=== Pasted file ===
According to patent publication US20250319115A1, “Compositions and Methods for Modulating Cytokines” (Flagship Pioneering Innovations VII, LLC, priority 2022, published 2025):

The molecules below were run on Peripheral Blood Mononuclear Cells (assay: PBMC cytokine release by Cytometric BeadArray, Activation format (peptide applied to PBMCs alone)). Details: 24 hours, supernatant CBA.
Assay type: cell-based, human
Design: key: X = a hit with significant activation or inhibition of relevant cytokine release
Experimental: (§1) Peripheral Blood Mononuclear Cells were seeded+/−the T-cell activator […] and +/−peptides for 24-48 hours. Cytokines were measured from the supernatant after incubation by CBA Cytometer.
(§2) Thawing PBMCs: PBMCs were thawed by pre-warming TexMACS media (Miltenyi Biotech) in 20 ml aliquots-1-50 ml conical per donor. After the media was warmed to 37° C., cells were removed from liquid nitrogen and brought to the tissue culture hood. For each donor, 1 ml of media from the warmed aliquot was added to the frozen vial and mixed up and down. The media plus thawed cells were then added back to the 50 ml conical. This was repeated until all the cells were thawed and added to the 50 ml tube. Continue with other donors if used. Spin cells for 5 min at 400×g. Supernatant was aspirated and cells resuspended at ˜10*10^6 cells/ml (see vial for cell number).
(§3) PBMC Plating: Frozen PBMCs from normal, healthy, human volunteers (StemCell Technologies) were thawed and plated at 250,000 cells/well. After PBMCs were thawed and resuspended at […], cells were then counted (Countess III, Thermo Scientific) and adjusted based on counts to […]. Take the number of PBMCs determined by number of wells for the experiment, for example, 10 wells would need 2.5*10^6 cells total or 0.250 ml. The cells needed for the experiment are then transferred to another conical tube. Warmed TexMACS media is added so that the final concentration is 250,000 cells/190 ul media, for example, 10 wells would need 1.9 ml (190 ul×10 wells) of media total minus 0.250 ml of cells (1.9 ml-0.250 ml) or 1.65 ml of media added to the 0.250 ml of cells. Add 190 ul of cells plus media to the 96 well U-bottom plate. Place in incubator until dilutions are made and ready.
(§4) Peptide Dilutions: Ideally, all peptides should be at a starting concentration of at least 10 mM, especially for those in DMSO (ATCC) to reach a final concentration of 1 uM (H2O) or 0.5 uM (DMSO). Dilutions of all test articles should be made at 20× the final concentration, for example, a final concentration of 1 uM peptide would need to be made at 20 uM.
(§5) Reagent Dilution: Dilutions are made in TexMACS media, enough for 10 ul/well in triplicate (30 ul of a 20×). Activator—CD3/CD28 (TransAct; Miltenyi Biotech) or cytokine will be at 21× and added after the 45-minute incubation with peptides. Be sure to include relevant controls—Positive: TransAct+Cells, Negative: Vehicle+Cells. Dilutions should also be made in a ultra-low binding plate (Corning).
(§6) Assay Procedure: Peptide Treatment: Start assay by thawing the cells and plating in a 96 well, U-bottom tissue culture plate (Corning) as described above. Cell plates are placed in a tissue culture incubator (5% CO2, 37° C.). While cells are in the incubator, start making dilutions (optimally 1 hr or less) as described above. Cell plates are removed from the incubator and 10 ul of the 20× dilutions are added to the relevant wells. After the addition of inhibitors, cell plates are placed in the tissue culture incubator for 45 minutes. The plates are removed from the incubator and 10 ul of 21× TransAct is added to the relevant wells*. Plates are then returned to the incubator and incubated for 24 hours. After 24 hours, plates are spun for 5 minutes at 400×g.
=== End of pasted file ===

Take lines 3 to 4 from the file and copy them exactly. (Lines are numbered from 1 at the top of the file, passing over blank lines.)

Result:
Assay type: cell-based, human
Design: key: X = a hit with significant activation or inhibition of relevant cytokine release